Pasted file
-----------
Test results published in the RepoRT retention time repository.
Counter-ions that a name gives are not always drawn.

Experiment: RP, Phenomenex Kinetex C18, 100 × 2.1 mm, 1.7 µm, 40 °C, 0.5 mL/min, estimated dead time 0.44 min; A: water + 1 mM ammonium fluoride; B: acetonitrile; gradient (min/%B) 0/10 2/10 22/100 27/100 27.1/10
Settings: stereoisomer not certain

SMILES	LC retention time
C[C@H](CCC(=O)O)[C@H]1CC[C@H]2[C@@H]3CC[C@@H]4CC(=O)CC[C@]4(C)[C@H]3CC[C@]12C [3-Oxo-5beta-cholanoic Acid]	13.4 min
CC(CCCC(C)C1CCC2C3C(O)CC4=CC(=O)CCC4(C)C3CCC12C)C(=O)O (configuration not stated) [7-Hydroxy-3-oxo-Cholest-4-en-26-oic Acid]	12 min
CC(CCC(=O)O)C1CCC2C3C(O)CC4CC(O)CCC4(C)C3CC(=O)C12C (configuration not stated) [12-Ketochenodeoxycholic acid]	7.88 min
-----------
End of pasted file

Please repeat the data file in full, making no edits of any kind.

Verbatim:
Test results published in the RepoRT retention time repository.
Counter-ions that a name gives are not always drawn.

Experiment: RP, Phenomenex Kinetex C18, 100 × 2.1 mm, 1.7 µm, 40 °C, 0.5 mL/min, estimated dead time 0.44 min; A: water + 1 mM ammonium fluoride; B: acetonitrile; gradient (min/%B) 0/10 2/10 22/100 27/100 27.1/10
Settings: stereoisomer not certain

SMILES	LC retention time
C[C@H](CCC(=O)O)[C@H]1CC[C@H]2[C@@H]3CC[C@@H]4CC(=O)CC[C@]4(C)[C@H]3CC[C@]12C [3-Oxo-5beta-cholanoic Acid]	13.4 min
CC(CCCC(C)C1CCC2C3C(O)CC4=CC(=O)CCC4(C)C3CCC12C)C(=O)O (configuration not stated) [7-Hydroxy-3-oxo-Cholest-4-en-26-oic Acid]	12 min
CC(CCC(=O)O)C1CCC2C3C(O)CC4CC(O)CCC4(C)C3CC(=O)C12C (configuration not stated) [12-Ketochenodeoxycholic acid]	7.88 min